Cold and flu season can be particularly difficult, too. A mild cold may develop into a sinus infection because the mucous cannot drain properly. Postnasal drip turns into chronic sinus infections that may come with swelling in the nose, eyes, cheeks, and forehead. If the issue isn’t resolved, the drainage problems can extend well beyond allergy or cold/flu season.
Deviated Septum Causes
A deviated septum has two main causes, and both are fairly common:
- Birth defect: There are many genetic aberrations that are common during normal fetal development, and a deviated septum is one of them. The septum may also be damaged during childbirth, causing deviation. Some people don’t experience any negative side effects of their deviated septum, or their symptoms are not problematic. However, for others, the symptoms continue to increase in severity with time. That’s when many seek out deviated septum surgery in NYC.
- Nose or facial injury: A deviated septum can easily be caused by an injury or accident. Childhood tumbles and falls, participating in contact sports, and general rough play and activities are common culprits with bike and car accidents being a common cause as well.
For patients who live in NYC, septoplasty comes with access to the latest technology and modern techniques. But it also includes long-term benefits to health and quality of life, especially for those who’ve been struggling with septum issues for an extended period of time. The benefits of septoplasty include:
- Improved breathing: A septoplasty removes any obstructions, creating even airflow on both sides of the nose. Improved airflow assures appropriate oxygen levels, whether at night or during the day. Some people may become self-conscious about the loudness of their breathing. In these cases, a septoplasty comes with a boost of confidence, too.
- Improved sleep quality: Breathing problems can’t help but interfere with the sleep cycle. A deviated septum can cause or contribute to sleep apnea, which is a condition in which breathing periodically stops during sleep. The consequent periodic drop in oxygen levels has been linked to hypertension, heart disease, and a depressed immune system. Septoplasty can drastically improve sleep quality and duration by allowing patients to breathe deeply and maintain a regular sleep cycle. In cases where snoring is an issue, the correction of the septum can also improve the sleep quality of the patient’s partner.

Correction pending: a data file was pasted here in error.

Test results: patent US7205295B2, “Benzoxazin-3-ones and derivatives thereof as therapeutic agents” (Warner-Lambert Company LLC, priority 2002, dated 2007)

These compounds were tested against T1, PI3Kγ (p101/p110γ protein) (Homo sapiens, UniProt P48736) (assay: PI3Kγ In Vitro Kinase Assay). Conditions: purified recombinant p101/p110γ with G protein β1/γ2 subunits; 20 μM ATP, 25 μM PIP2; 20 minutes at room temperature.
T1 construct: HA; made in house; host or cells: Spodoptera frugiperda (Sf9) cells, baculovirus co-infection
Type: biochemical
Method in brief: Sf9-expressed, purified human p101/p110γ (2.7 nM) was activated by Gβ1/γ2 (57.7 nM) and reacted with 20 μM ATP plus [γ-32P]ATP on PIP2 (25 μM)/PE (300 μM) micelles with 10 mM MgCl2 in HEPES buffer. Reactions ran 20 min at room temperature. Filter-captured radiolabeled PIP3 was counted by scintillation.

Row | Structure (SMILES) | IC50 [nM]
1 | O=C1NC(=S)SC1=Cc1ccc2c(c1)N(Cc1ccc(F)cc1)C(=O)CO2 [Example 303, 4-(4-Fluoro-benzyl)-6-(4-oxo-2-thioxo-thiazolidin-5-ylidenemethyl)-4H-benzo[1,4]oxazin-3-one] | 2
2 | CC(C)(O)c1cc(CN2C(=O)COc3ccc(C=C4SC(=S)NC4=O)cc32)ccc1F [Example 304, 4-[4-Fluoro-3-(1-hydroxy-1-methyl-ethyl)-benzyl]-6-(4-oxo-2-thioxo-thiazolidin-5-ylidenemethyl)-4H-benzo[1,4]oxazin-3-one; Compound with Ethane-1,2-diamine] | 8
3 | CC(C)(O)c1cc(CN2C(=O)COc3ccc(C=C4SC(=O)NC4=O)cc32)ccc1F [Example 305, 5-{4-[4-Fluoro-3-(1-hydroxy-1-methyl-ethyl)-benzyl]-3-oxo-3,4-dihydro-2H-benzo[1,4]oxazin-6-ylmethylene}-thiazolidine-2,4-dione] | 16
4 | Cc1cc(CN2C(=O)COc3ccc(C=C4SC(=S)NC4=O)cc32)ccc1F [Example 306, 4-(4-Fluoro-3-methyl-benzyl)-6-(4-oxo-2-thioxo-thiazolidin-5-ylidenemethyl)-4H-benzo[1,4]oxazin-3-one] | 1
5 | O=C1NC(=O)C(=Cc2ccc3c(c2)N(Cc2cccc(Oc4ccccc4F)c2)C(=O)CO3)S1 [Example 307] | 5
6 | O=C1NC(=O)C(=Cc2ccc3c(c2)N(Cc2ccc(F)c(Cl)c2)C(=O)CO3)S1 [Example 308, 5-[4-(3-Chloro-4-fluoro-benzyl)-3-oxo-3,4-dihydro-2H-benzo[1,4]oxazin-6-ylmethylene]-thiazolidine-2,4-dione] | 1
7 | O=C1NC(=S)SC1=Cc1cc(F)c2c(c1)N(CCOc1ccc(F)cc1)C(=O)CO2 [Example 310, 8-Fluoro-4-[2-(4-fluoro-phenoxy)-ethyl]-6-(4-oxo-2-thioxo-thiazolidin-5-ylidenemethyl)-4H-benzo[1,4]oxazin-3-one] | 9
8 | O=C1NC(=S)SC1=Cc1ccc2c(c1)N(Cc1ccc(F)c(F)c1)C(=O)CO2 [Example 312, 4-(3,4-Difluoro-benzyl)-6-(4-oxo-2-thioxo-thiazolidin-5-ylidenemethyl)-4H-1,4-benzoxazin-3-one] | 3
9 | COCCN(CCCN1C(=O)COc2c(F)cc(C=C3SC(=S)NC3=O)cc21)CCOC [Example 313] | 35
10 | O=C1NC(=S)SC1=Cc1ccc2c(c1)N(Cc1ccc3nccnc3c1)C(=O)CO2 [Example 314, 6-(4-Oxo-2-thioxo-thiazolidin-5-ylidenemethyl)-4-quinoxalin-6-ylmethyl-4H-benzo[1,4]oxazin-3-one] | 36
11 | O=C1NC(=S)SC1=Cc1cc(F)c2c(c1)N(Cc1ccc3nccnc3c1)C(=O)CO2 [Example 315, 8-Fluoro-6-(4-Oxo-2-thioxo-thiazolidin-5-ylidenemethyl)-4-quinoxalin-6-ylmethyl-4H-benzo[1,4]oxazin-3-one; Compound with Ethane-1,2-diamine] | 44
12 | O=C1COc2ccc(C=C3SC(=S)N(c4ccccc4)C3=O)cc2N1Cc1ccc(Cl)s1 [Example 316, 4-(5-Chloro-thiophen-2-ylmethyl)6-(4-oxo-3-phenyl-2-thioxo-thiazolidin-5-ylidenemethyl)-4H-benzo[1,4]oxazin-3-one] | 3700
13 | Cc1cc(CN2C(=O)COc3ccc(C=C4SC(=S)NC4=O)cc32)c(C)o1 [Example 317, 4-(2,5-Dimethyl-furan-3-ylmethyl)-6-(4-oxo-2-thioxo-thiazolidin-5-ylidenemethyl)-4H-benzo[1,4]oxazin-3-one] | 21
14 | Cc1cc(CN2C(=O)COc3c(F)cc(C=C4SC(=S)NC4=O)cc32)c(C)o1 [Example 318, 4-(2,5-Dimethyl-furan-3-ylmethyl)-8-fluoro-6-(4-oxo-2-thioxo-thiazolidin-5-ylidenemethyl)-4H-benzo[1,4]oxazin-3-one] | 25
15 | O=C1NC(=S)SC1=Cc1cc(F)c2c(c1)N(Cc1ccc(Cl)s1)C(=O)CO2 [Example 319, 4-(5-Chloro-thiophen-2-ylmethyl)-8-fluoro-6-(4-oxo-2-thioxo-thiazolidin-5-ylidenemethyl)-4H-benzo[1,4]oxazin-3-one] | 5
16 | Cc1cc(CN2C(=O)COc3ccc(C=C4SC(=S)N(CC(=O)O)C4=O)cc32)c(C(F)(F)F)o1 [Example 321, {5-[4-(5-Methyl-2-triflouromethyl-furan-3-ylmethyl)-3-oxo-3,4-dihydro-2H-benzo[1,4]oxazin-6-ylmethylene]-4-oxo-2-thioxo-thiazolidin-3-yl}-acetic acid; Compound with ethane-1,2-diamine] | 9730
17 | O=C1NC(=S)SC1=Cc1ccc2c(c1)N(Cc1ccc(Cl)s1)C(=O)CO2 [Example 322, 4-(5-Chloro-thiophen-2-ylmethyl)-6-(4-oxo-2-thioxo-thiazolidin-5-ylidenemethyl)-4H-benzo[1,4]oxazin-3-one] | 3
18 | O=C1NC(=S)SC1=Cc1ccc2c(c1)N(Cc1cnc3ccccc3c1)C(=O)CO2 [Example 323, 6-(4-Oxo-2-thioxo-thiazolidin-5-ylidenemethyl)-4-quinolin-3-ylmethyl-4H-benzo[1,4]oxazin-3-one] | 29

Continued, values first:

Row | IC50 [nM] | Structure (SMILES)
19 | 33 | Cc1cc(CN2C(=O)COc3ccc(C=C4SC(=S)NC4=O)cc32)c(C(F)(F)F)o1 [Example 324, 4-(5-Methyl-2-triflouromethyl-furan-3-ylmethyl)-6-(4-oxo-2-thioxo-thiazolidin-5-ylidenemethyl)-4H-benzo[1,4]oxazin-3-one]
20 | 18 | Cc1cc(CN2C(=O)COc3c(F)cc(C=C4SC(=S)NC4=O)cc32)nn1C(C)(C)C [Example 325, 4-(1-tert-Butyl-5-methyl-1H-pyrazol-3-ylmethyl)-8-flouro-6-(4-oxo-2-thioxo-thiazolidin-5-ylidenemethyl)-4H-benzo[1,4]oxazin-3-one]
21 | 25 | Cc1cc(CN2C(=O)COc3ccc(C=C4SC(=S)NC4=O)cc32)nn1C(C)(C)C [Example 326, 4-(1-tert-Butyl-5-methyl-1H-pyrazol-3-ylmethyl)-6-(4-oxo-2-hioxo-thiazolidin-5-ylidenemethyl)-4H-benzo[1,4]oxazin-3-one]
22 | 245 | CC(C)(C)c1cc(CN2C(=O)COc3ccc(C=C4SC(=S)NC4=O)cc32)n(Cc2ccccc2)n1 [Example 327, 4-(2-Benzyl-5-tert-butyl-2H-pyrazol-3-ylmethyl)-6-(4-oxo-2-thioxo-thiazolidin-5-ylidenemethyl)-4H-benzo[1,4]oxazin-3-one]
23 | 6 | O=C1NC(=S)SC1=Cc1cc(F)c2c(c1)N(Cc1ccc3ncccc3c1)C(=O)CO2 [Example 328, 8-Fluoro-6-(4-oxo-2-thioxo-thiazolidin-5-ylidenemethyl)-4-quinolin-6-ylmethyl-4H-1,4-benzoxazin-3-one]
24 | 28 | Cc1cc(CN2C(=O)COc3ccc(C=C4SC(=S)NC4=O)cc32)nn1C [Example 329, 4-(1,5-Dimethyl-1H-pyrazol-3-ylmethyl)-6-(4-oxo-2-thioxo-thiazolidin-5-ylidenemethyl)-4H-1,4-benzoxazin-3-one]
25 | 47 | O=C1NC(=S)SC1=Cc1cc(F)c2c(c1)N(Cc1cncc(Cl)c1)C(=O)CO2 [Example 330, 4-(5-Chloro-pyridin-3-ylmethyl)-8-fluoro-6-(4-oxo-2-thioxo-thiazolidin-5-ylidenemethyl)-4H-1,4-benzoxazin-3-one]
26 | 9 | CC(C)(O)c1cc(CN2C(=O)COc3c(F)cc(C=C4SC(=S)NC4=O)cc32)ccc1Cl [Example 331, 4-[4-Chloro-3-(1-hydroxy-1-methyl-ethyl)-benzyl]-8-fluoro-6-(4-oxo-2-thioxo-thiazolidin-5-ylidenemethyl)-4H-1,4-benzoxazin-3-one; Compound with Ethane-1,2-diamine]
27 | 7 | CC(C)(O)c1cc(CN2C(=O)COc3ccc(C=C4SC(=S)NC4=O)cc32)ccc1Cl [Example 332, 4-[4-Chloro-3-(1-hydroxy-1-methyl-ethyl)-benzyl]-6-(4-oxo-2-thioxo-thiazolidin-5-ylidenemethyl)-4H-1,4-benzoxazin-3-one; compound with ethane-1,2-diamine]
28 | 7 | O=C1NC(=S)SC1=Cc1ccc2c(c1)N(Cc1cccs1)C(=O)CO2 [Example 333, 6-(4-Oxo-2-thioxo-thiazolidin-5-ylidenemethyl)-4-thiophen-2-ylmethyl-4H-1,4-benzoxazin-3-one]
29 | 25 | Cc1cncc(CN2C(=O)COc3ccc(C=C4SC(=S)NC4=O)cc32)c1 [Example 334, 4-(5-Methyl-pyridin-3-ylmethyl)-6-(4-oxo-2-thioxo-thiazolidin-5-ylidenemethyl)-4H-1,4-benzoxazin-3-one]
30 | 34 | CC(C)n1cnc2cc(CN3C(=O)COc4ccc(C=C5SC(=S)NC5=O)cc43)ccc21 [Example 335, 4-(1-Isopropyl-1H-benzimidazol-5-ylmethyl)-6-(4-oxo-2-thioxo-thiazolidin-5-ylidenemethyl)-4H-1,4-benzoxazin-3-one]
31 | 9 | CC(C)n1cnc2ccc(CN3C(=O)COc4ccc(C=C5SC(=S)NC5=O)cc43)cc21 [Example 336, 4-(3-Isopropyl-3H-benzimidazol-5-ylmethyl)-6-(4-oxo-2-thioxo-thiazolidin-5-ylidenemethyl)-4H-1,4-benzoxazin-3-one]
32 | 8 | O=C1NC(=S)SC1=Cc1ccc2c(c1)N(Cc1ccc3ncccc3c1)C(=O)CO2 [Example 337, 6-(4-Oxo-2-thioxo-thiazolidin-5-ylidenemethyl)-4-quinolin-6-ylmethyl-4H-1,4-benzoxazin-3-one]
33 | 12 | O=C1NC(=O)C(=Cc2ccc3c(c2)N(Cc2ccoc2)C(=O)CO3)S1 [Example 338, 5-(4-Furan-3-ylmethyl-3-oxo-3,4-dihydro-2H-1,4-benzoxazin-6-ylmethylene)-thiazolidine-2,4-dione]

- Improved sinus health: Sinus congestion is one of the most common and persistent problems associated with a deviated septum. A narrowed nasal passage creates the perfect environment for mucous to build in the sinuses and become infected. A deviated septum may prevent normal drainage, turning sinus infections into a chronic condition. After septoplasty, the larger nasal passage allows for better drainage and, consequently, fewer sinus infections.
- Improved sense of taste and smell: Restricted airflow doesn’t allow enough air to the olfactory area of the nose, which affects the ability to taste and smell. Sweet and salty tastes are usually the first to disappear, and often the first to return after corrective surgery.
The NYC Septoplasty Procedure
A septoplasty is an outpatient surgery that can be performed at an affiliated hospital or ambulatory surgical center. A local or general anesthesia provides patients with safety and comfort for the duration of the surgery. Septoplasty usually lasts between 1.5 to 2 hours. However, in the case of a balloon septoplasty, the procedure time may be as short as 30 minutes. The length of the procedure depends on the severity of the condition and any other issues or conditions addressed during the procedure.
There are several types of septoplasty. Each patient consults with Dr. Dagan to determine the right procedure for them. For some, the best option will be an open septoplasty, in which the incision starts at the base of the nose. For others, a closed septoplasty, wherein an incision is made on the inside of the nose, may be a better option.